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Begins: Apr 25, 2010
Date: Sat, Jul 3rd, 2010
Trip Distance: 233.8
Entry Visits: 1,826
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Pacific Crest Trail Map
"No fun, my babe, no fun
No fun, my babe, no fun
No fun to hang around
Feeling that same old way
No fun to hang around
Freaked out for another day" ~ The Stooges
I was sitting at the picnic table outside the Tuolumne store this
afternoon with a couple of bottles of Mammoth, killing time with some
like-minded trail bums. I'd called off my attempt at Yosemite this
morning half a mile in with a recurrent back injury that twinged again
as I was packing up. So long, Turbo, Tahoma, Shin, I'll do it tomorrow
and brave the Independence Day chaos. Luckily for me, Running Wolf is
a physical therapist; he lays me down on the picnic table, bends me
and contorts me, and now I can stand upright again, almost. And the
beer I justify as a natural muscle relaxant.
My muscles are incredibly relaxed when Chance turns up. I haven't seen
him since Hiker Town, way down in that lovely desert where everything
seemed clear-cut. I ask him his feelings about the Sierra and he
declares that it was "fun".
Which just goes to show you how polarising this last section has been.
I've felt a lot of things this last couple of weeks but fun, if it was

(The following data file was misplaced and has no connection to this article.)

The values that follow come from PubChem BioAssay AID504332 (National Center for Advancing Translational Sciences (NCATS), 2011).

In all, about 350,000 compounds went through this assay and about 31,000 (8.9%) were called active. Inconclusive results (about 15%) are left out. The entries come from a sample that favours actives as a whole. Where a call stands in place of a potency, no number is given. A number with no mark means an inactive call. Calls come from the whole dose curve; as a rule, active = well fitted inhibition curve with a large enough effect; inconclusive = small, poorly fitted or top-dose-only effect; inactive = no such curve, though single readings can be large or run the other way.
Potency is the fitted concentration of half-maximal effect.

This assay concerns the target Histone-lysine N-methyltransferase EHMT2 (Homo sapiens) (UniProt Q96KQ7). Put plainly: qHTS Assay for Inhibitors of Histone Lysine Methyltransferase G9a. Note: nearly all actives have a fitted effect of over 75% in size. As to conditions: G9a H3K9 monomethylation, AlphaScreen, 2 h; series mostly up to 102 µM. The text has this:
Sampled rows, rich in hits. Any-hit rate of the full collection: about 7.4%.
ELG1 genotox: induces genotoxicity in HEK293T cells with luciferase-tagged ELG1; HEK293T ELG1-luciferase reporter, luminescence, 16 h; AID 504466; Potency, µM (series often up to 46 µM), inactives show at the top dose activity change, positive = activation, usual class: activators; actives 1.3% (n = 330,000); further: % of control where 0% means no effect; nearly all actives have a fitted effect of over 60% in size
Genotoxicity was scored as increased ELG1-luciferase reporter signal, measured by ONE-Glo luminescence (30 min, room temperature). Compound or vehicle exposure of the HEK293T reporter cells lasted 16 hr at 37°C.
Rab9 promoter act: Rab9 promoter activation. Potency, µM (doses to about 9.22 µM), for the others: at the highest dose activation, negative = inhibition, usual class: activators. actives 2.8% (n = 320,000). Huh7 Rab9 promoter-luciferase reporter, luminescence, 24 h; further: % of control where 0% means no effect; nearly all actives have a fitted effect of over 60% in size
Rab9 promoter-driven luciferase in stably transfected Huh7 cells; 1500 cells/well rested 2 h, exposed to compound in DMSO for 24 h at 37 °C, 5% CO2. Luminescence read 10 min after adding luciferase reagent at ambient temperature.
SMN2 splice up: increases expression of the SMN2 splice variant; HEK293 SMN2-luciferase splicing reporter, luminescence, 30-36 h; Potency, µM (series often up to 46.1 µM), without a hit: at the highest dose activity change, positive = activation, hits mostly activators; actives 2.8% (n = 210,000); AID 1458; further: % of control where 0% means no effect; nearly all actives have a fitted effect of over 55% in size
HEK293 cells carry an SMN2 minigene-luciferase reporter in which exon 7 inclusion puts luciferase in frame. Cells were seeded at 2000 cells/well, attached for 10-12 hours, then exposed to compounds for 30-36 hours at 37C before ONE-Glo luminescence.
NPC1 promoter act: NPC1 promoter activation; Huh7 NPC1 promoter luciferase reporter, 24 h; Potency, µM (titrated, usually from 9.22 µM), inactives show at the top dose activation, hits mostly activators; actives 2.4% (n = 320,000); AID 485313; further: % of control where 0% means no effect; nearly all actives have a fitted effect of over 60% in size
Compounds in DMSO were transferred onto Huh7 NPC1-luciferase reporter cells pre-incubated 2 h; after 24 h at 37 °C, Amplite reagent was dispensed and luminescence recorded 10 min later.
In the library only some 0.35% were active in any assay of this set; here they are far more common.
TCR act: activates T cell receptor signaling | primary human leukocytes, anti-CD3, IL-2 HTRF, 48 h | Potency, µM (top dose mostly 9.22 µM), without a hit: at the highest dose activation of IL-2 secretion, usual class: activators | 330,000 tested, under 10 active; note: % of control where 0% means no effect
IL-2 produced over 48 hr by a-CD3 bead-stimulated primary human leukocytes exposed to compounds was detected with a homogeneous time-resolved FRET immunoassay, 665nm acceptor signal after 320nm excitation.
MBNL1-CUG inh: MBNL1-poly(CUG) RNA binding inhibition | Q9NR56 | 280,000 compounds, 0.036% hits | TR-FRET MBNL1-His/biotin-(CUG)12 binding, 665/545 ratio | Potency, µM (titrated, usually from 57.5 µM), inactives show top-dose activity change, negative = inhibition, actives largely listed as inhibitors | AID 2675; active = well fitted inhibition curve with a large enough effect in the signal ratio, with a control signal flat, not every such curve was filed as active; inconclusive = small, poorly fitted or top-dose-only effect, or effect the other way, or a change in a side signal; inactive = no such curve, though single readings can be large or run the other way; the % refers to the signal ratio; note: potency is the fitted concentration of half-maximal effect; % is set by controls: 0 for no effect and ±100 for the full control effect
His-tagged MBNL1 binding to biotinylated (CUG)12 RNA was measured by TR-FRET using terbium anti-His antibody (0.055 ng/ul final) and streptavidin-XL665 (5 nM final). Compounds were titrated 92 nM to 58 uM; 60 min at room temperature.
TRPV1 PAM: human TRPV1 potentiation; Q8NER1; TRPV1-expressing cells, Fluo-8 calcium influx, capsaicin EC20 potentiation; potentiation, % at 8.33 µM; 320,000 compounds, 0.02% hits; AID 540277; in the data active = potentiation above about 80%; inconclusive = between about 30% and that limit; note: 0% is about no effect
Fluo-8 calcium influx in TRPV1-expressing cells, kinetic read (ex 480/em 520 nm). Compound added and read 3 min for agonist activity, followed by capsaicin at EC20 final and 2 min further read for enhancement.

there, kept its head down low. Anyway, every day, as I've mentioned,
brought another assault on a pass of 11,000-ft or higher, and they're
starting to blur together into one white, mushy mess. Here's an
attempt to summarise my impressions before they go the way of my pre-
Sierra innocence and joy.
Forester Pass (13,200'). Previously described. Horrible for this snow
virgin. Awful, awful, awful. An agonizingly long and cold approach,
after a spell of being lost and dejected. Saved by Epic, who
apparently enjoys fear and dislocation. Rescue helicopter overhead,
looking for Half-Ounce and his fluid-filled lungs. An insane climb up
raw, steep snow, rock scramble, that nasty traverse of the snow chute.
The stark and terrible majesty of the mountains beyond - then the
heart-chilling traverse on the far side, the ad-libbing in deep snow
on the ridges, the endless slog down into the trees, the cold, cold
night. Let's never go there again, Mountaingoat. Deal.